I have to admit that I am not familiar with the source material for this mysterious being, if there even is source material. Therefore, I can only appreciate this LEGO creation by Anthony Wilson for what it is: a beautiful creation made out of LEGO. The main model of the skeleton looks like it is actually quite sturdy and articulate, and the black cape suits the dark feel of the subject of this creation. Although the entire skeleton appears to be symmetrical, the head isn’t, which gives it character. The rainbow-colored shrubbery adds a very nice contrast to the dark side of the creation. This surely is a beautiful portrayal of life and death.
Pardon the nonsensical title, but who can look at a skull-like this and not think of poor Yorick? Unfortunately, we used the quotation that I’m sure many of you are thinking of for a LEGO skeleton holding its own skull in 2006, forcing me to use the messy hacked up title that I did. That wasn’t the case for TBB alum Nick Jensen though, as he sculpted quite the smooth looking skull.
I don’t think I’d be wrong to call Nick the master of 1 to 1 LEGO weaponry, so it makes sense that he’s also skilled at recreating what happens to someone who faces down the wrong end of that weaponry! This LEGO skull is a great exemplar of what can be done with rounded and angled elements like slopes and wedges. I can’t really explain why, but I love the way the 3×4 triple curved wedges are held in place with 2×2 corner tiles to shape the sides of the forehead. The gold tooth is a nice touch too!
LEGO has been doing their part to make their bricks more of a renewable resource in recent years. Builder Green Axles takes things a step further with Nature taketh, nature giveth, showing us a full cycle of plastic life. At first glance all you may see are the vibrant colors of undersea plant life. There are clever techniques and creative part usage everywhere you look. I like the yellow dinosaur tails topped with Technic Bushings, orange Bionicle shooter halves, and dark turquoise Technic ball sockets.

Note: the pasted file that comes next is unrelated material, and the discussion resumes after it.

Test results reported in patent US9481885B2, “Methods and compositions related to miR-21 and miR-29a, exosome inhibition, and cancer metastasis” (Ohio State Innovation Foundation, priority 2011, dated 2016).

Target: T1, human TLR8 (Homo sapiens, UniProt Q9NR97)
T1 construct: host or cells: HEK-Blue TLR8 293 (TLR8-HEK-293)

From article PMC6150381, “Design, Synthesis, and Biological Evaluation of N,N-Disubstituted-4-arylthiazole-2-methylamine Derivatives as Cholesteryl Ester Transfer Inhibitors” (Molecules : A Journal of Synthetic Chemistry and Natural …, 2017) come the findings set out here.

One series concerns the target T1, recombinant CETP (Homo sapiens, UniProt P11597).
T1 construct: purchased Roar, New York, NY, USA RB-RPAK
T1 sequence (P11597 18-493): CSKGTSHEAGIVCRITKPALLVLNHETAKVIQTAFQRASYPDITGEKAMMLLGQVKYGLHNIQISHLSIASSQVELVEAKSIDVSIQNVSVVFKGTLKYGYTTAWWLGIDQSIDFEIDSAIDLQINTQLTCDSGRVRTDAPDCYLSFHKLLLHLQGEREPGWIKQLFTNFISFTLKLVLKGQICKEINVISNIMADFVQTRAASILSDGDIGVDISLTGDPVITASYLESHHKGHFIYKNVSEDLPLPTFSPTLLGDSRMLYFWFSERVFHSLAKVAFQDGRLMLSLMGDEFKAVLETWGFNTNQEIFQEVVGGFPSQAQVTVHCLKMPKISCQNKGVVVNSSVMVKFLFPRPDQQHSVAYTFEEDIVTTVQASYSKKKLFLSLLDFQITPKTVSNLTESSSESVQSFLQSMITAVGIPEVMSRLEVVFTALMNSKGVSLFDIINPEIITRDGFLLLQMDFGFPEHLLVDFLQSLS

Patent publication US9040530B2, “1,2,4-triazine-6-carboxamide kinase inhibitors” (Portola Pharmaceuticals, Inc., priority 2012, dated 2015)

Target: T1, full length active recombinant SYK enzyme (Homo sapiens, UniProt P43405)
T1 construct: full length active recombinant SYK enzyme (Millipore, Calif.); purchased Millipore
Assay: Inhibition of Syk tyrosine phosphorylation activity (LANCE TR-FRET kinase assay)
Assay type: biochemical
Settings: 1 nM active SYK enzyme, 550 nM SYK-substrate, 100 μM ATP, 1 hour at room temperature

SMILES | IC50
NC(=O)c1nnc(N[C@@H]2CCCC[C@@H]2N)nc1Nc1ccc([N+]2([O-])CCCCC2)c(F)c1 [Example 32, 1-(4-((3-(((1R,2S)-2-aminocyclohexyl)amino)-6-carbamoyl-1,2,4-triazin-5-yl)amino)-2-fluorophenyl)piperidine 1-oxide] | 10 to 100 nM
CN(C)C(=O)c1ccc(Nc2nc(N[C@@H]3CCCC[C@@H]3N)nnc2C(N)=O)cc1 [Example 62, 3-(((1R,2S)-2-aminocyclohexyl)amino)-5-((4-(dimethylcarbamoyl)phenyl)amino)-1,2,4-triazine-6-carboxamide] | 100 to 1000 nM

Look again and you’ll spot a more somber inclusion in the form of the skeletal remains of a diver. Their suit has rotted away, leaving only a collar and a bit of brown cloth. The use of tan Technic gears for the teeth provide a visual context to the bleached bones.
It’s a somber scene, to be sure. But also a sign that life, uh, finds a way.
One of the most memorable movies of my childhood was the 1963 stop-motion feature Jason and the Argonauts which features the work of animation master Ray Harryhausen. This pair of skeletons by Moko look like they jumped right out the movie, passing through a Terminator filter on the way out. The skulls, made from this Bionicle skull part, are a perfect choice, and those ribs made from a creature claw are great too.
Character is everything when it comes to building LEGO figures, and Red’s Calavera Caballerso – literally “skull gentleman” – has this quality in spades. Stepping straight out of the Mexican Day of the Dead Festival, these two skeletal musicians show off an exaggerated graphic style not easy to capture in LEGO. Look closely and every detail reveals another clever building technique: from the fluted sleeves of their jackets, built from layered cones, to the technic element that doubles as a cravat. My favourite though has to be the black t-bar and white clip plate that forms both a mobile jaw and a toothy grin.
I certainly couldn’t guess what’s on Timofey Tkachev’s mind with this sculpture, but I sure do know that I like it because it’s not your typical build but a peek into an artist’s own emotions. Over and above the mystery of the mind, the exterior shaping leaves you wondering about the techniques used to sculpt a 3D skull. Such a masterpiece indeed.